This week is the time to give thanks. What are folks in politics thankful for this year?
— Sen. Jeanne Shaheen (D-NH) is thankful for former Sen. Scott Brown‘s (R-MA) indecision. Brown has been publicly flirting with a NH SEN run for months, and other Republicans have been passing on the race left and right. Former South Dakota Gov. Mike Rounds (R) should be thankful for Democrat Rick Weiland, who hasn’t united his party behind his candidacy, despite being the only real candidate. Democrat Alison Lundergan Grimes is thankful for Matt Hoskins and Senate Conservatives Fund for playing the role of chief antagonists to Senate Minority Leader Mitch McConnell (R-KY).
— Illinois Gov. Pat Quinn is thankful that potential Dem rivals Bill Daley and Lisa Madigan passed, effectively granting him renomination. Maine Gov. Paul LePage (R) is thankful that 2010 candidate Eliot Cutler (I) wants to give it another go next year, improving LePage’s chances at winning a 3-way race. The DCCC is thankful for the government shutdown, while the NRSC is thankful for the botched Obamacare rollout. Both committees are fighting uphill battles this cycle to win back majorities in their respective chambers (the DCCC much more so than the NRSC, per Tuesday’s new CNN generic ballot poll), but they both end the year with more potent cases to make against the other side than they started with.
— On the lighter side, members of Congress should be thankful for the wealth of extra-curricular activities D.C. has to offer! Plenty of pols complain that Washington is a horrible place, but Trey Radel and Mike Crapo have demonstrated there’s plenty to do around here besides legislating and fundraising. And Rep. Bruce Braley (D-IA) is thankful that he no longer has to go without towel service at the House gym, now that the government has reopened.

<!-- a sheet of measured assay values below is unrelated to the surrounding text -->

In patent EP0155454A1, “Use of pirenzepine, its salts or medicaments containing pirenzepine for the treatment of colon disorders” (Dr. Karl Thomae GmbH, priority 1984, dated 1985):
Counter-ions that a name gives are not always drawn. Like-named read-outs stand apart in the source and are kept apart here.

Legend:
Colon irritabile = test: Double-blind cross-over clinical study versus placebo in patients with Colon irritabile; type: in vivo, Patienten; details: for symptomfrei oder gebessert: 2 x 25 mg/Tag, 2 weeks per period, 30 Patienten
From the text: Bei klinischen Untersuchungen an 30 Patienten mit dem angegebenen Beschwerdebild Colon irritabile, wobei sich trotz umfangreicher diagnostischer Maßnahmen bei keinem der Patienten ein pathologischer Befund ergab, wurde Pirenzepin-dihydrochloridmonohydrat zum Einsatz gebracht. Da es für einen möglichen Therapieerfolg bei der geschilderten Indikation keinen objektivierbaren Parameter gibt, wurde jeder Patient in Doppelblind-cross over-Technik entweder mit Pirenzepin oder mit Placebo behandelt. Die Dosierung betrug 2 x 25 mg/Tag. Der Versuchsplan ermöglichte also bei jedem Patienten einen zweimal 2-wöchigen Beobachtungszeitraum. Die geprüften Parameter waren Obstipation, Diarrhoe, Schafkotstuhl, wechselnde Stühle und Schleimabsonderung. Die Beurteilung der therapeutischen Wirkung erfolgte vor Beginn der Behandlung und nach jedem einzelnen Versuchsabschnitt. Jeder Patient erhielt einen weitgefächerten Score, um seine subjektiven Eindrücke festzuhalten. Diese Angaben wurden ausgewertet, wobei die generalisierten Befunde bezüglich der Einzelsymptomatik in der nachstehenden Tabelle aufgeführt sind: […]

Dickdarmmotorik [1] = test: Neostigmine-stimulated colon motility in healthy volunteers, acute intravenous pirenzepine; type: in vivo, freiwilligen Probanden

And we are forever thankful for you, our readers, for your support over the years. Have a happy Thanksgiving, and we’ll see you back here on Monday.
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The great restroom war of 2016 continues apace, as eleven states have sued the Obama administration in federal court, claiming its federal guidance on how schools should accommodate transgender students "has no basis in law." "The lawsuit was filed in the U.S. District Court for the Northern District of Texas on behalf of Alabama, Arizona, Georgia, Louisiana, Maine, Oklahoma, Tennessee, Texas, Utah, West Virginia and Wisconsin. The lawsuit argues that the federal government has worked to turn workplaces and schools 'into laboratories for a massive social experiment.'"
By a 29-10 vote, the House Natural Resources Committee today passed the bill to allow Puerto Rico to restructure its $70 billion in debt. The legislation "would establish an oversight board to help the commonwealth restructure its un-payable debt and craft an economic recovery plan."
"Though every major party nominee since 1976 has released his tax returns while running for president, the practice has never been required by law. Sen. Ron Wyden (D-OR) wants to change that. The senior Democrat on the Senate Finance Committee, which handles tax issues, introduced a bill on Wednesday that would force presidential candidates to release their most recent tax returns. The Presidential Tax Transparency Act, as the bill is called, would require candidates to make their latest three years of tax returns public no later than 15 days after becoming the nominee."